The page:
It is ABSOLUTELY the landlord's responsibility to ERADICATE the bedbugs in the apartment building. See Civil Code sections 1941 and 1941.1. In an apartment building, a landlord cannot fix a bedbug problem by spraying only one unit--they travel through walls, ceilings, walk across the hall, etc. If the landlord sprays in one unit, they move to the surrounding units and, guess what, they will be back. The landlord makes the problem worse by having a single unit treated.
Also, a lot of...
I'm so sorry, but because you are not in a rent-controlled jurisdiction, the landlord is under no obligation to renew your lease. This is true throughout California, except in cities that have rent control.
16 years is a good run. You should have no trouble finding a new place to live.
If you have not amended before, then you can simply file a First Amended Complaint, and the demurrer becomes moot. It is not required, but you might (immediately) file a "Notice of Intent to File First Amended Complaint" so the Court Clerk does not begin working up the demurrer. You can file your First Amended Complaint any time before the hearing date set for the demurrer.
Ms. Marsh is correct. However, you should also call the Los Angeles Housing Department (LAHD) at 866-557-RENT, since you are in Los Angeles, and ask for a code enforcement inspection. The LAHD has the authority to order your landlord to make repairs to the premises, including exterminating bed bugs. Unfortunately, if you get rid of the bed bugs only in your apartment, they may come back if the rest of the building is not treated. That's why you need to call the authorities....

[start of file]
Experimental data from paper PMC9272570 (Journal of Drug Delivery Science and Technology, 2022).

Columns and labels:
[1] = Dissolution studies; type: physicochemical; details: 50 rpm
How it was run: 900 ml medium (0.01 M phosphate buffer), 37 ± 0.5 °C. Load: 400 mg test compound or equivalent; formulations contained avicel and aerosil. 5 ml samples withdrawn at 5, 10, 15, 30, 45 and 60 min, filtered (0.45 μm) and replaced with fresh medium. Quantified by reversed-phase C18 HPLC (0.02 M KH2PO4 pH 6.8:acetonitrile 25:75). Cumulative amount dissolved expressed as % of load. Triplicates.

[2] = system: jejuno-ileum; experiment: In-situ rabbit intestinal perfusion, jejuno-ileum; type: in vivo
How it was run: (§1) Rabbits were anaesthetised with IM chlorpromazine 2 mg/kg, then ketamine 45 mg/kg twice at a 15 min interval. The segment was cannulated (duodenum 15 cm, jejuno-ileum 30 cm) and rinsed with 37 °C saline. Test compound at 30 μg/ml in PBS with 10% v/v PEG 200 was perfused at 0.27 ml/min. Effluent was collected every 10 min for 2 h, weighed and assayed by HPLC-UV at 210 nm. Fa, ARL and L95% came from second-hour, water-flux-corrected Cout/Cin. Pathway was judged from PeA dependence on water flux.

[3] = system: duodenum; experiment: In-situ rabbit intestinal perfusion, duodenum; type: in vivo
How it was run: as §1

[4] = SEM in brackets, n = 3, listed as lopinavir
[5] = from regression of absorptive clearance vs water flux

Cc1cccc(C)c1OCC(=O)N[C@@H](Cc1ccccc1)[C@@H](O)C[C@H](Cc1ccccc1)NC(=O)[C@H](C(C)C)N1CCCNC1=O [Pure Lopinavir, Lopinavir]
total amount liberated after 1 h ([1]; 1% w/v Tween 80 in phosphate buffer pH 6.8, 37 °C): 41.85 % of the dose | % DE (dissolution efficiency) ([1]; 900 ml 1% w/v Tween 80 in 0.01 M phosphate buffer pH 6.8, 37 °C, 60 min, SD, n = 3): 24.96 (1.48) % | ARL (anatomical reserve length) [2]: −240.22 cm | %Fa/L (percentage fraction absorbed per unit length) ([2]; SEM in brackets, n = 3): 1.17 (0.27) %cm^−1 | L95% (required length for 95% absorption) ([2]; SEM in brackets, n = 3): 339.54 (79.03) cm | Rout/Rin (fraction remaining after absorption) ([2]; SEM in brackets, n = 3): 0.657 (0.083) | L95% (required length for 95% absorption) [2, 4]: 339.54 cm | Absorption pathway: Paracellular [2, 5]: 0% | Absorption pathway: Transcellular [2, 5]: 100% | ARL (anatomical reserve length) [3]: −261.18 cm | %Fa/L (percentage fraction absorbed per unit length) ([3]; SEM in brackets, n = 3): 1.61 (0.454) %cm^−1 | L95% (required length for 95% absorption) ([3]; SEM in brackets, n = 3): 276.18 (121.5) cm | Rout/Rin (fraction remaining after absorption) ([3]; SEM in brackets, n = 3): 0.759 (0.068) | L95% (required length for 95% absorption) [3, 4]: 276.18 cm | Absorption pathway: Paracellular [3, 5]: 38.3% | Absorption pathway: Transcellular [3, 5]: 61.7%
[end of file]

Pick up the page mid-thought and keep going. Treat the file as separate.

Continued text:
The answer is no--you cannot be locked out without the landlord obtaining a writ of possession through an eviction lawsuit. The problem is, if you HAVE been locked out, the best you can do is sue for damages.
Contact the County Health Department RIGHT NOW. They will order the landlord to make repairs within 24 hours.
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It doesn't matter if you are on the lease or not. You have been residing in the unit and paying for it for 3 years so you are a tenant. The landlord had no right to ask you for credit information or to do a credit check on you, and certainly no right to collect $25 from you to do so.
Since your landlord has threatened to serve you with an eviction notice, I suggest you put in writing that you would like to stay because moving would be hard on your disabled son, and ask that the landlord...
You only have to let your landlord show the house during business hours. See Civil Code section 1954(c).
Also, while you have to allow your landlord to show the house during business hours, nothing says you have to clean up the place, or that you have to clear out, or that your kids can't be running around screaming, if you get my point.
A landlord may not enter an apartment except for the purpose of making "necessary or agreed repairs." (Also to show the apartment to prospective renters or buyers, but that's not applicable here.) There is no right to inspect for cleanliness.
I would not allow entry. They are trying to get your mom out of the apartment for some reason--don't help them. Call the police if the landlord tries to enter.
That is completely illegal. A landlord cannot turn off utilities to try to force a tenant to move. See Civil Code section 789.3. If he does, he is liable to the tenant for $100 per day.
You are well within your rights to withhold rent to force the landlord to make repairs. If the landlord files an eviction action against you, you can defend it on the theory that the landlord breached the implied warranty of habitability. At trial, the Judge or the jury will decide the...